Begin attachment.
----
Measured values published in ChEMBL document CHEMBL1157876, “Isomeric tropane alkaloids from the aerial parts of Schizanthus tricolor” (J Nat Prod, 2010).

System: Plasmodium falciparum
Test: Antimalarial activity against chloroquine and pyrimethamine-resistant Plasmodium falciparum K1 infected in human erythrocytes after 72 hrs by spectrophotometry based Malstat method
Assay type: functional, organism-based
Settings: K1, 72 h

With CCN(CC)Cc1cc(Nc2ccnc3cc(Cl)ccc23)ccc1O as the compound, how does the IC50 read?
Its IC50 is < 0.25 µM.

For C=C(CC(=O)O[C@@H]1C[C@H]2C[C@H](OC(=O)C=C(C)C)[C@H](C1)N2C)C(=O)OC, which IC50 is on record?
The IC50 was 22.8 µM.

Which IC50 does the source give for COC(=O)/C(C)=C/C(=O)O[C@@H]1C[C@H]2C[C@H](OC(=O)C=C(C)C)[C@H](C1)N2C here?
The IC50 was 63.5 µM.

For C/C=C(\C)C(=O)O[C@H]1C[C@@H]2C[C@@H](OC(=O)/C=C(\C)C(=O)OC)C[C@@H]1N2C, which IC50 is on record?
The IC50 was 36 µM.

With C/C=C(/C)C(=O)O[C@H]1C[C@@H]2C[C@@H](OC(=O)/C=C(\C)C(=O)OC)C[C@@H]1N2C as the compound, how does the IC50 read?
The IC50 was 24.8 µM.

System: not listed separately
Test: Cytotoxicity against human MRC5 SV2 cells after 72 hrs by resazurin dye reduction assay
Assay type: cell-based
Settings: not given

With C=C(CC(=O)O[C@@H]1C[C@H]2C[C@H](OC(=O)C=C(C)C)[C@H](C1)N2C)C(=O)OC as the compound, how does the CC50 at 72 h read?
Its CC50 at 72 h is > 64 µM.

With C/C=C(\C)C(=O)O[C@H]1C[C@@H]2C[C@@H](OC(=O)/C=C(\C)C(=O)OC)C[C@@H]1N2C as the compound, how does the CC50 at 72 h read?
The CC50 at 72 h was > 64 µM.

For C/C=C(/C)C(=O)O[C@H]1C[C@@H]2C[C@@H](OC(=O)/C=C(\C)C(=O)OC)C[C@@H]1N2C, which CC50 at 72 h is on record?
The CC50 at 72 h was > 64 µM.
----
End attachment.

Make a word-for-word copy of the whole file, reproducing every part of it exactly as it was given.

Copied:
Measured values published in ChEMBL document CHEMBL1157876, “Isomeric tropane alkaloids from the aerial parts of Schizanthus tricolor” (J Nat Prod, 2010).

System: Plasmodium falciparum
Test: Antimalarial activity against chloroquine and pyrimethamine-resistant Plasmodium falciparum K1 infected in human erythrocytes after 72 hrs by spectrophotometry based Malstat method
Assay type: functional, organism-based
Settings: K1, 72 h

With CCN(CC)Cc1cc(Nc2ccnc3cc(Cl)ccc23)ccc1O as the compound, how does the IC50 read?
Its IC50 is < 0.25 µM.

For C=C(CC(=O)O[C@@H]1C[C@H]2C[C@H](OC(=O)C=C(C)C)[C@H](C1)N2C)C(=O)OC, which IC50 is on record?
The IC50 was 22.8 µM.

Which IC50 does the source give for COC(=O)/C(C)=C/C(=O)O[C@@H]1C[C@H]2C[C@H](OC(=O)C=C(C)C)[C@H](C1)N2C here?
The IC50 was 63.5 µM.

For C/C=C(\C)C(=O)O[C@H]1C[C@@H]2C[C@@H](OC(=O)/C=C(\C)C(=O)OC)C[C@@H]1N2C, which IC50 is on record?
The IC50 was 36 µM.

With C/C=C(/C)C(=O)O[C@H]1C[C@@H]2C[C@@H](OC(=O)/C=C(\C)C(=O)OC)C[C@@H]1N2C as the compound, how does the IC50 read?
The IC50 was 24.8 µM.

System: not listed separately
Test: Cytotoxicity against human MRC5 SV2 cells after 72 hrs by resazurin dye reduction assay
Assay type: cell-based
Settings: not given

With C=C(CC(=O)O[C@@H]1C[C@H]2C[C@H](OC(=O)C=C(C)C)[C@H](C1)N2C)C(=O)OC as the compound, how does the CC50 at 72 h read?
Its CC50 at 72 h is > 64 µM.

With C/C=C(\C)C(=O)O[C@H]1C[C@@H]2C[C@@H](OC(=O)/C=C(\C)C(=O)OC)C[C@@H]1N2C as the compound, how does the CC50 at 72 h read?
The CC50 at 72 h was > 64 µM.

For C/C=C(/C)C(=O)O[C@H]1C[C@@H]2C[C@@H](OC(=O)/C=C(\C)C(=O)OC)C[C@@H]1N2C, which CC50 at 72 h is on record?
The CC50 at 72 h was > 64 µM.